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Pediatric basic life support (BLS) for health care providers

Pediatric basic life support (BLS) for health care providers
Literature review current through: Aug 2023.
This topic last updated: Nov 22, 2022.

INTRODUCTION — This topic review addresses general pediatric basic life support (BLS) principles for health care providers. Specific pediatric topics that include BLS management or opioid-associated emergencies are discussed separately:

(See "Basic airway management in children" and "Airway foreign bodies in children", section on 'Foreign body removal'.)

(See "Neonatal resuscitation in the delivery room".)

(See "Opioid intoxication in children and adolescents".)

EPIDEMIOLOGY AND SURVIVAL — Early recognition and treatment of cardiac arrest improves survival for children and adults [1-3]. Effective pediatric BLS by trained health care providers or lay rescuers is the foundation of successful resuscitation [4].

Cardiac arrest — Cardiac arrest is a condition defined by the absence of pulses. The two types of pediatric cardiac arrest are hypoxic/asphyxial arrest and sudden cardiac arrest.

Hypoxic/asphyxial arrest – Hypoxic/asphyxial arrest is the most common type of cardiac arrest in infants and children. It results from progressive tissue hypoxia and acidosis due to respiratory failure and/or shock [5]. Causes of respiratory failure and/or hypotensive shock leading to cardiac arrest in these age groups include septic shock, upper airway obstruction, pneumonia, sudden infant death syndrome, metabolic derangement (eg, hypoglycemia, inborn errors of metabolism, or electrolyte disturbance), neurological catastrophe (brain herniation or hemorrhage), poisoning (eg, opioid overdose), trauma, non-trauma exsanguination, and anaphylaxis [1,6-10].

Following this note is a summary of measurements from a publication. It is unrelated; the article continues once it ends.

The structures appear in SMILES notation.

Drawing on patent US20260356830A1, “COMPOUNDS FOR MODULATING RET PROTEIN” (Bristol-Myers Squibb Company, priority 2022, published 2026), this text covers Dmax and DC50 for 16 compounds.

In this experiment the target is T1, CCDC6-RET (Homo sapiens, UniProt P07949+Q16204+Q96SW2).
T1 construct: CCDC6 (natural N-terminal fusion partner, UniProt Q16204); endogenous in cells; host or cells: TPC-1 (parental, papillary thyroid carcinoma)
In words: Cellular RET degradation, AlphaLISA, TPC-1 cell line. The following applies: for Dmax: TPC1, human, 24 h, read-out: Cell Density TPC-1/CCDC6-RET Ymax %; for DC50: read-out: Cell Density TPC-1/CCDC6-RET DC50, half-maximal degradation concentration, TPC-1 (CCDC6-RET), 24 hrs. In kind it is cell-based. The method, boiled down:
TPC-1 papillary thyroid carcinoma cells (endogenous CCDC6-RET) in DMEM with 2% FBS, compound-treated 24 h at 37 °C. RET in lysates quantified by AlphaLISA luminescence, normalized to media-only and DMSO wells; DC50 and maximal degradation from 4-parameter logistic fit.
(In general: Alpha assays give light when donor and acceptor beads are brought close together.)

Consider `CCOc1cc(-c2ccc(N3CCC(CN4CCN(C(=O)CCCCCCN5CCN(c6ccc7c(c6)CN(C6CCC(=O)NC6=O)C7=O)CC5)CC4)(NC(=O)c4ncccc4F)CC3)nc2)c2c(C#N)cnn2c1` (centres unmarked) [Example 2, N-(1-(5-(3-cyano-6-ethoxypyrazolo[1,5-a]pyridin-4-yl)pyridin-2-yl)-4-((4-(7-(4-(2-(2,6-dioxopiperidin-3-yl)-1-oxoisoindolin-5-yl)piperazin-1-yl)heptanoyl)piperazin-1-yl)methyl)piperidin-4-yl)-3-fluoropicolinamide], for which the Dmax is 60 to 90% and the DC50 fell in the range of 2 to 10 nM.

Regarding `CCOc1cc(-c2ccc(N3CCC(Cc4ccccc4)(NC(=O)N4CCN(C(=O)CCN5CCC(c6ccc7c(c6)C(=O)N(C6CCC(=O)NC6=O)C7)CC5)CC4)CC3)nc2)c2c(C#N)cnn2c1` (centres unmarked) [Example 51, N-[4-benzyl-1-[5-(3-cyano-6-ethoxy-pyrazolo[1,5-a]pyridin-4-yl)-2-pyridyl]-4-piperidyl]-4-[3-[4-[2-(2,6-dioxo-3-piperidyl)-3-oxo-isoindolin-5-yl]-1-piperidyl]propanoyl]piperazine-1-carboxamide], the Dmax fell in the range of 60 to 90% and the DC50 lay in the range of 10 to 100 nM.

This finding is in contrast to adults, for whom the most common cause of cardiac arrest is ischemic cardiovascular disease. (See "Adult basic life support (BLS) for health care providers", section on 'Epidemiology and survival'.)

Sudden cardiac arrest – Sudden cardiac arrest, most often caused by the development of ventricular fibrillation (VF) or pulseless ventricular tachycardia (pVT), is less common in infants and children than in adults. Predisposing conditions or causes of ventricular arrhythmias in pediatric patients with sudden cardiac arrest include:

Hypertrophic cardiomyopathy (see "Hypertrophic cardiomyopathy in children: Clinical manifestations and diagnosis")

Myocarditis (see "Clinical manifestations and diagnosis of myocarditis in children")

Anomalous coronary artery (from the pulmonary artery) (see "Congenital and pediatric coronary artery abnormalities", section on 'Variations of coronary artery origin from the pulmonary artery')

Wolff-Parkinson-White syndrome (see "Wolff-Parkinson-White syndrome: Anatomy, epidemiology, clinical manifestations, and diagnosis")

Long QT syndromes (see "Congenital long QT syndrome: Epidemiology and clinical manifestations" and "Acquired long QT syndrome: Clinical manifestations, diagnosis, and management")

Drug intoxication (table 1)

Commotio cordis (ie, sharp blow to chest) (see "Commotio cordis")

Respiratory arrest versus cardiac arrest – Infants and children with a respiratory arrest (not breathing normally but presence of pulses), are much more likely to recover if promptly treated than those with a cardiac arrest [1,11-13]. As an example, in an observational study of 95 children with out-of-hospital cardiac arrest, 82 percent of children with respiratory arrest were alive at one year compared with 14 percent of patients with a cardiac arrest [1].

Individual determinants of survival following pediatric cardiac arrest vary according to the setting (out of hospital versus in hospital) and individual patient factors as discussed below.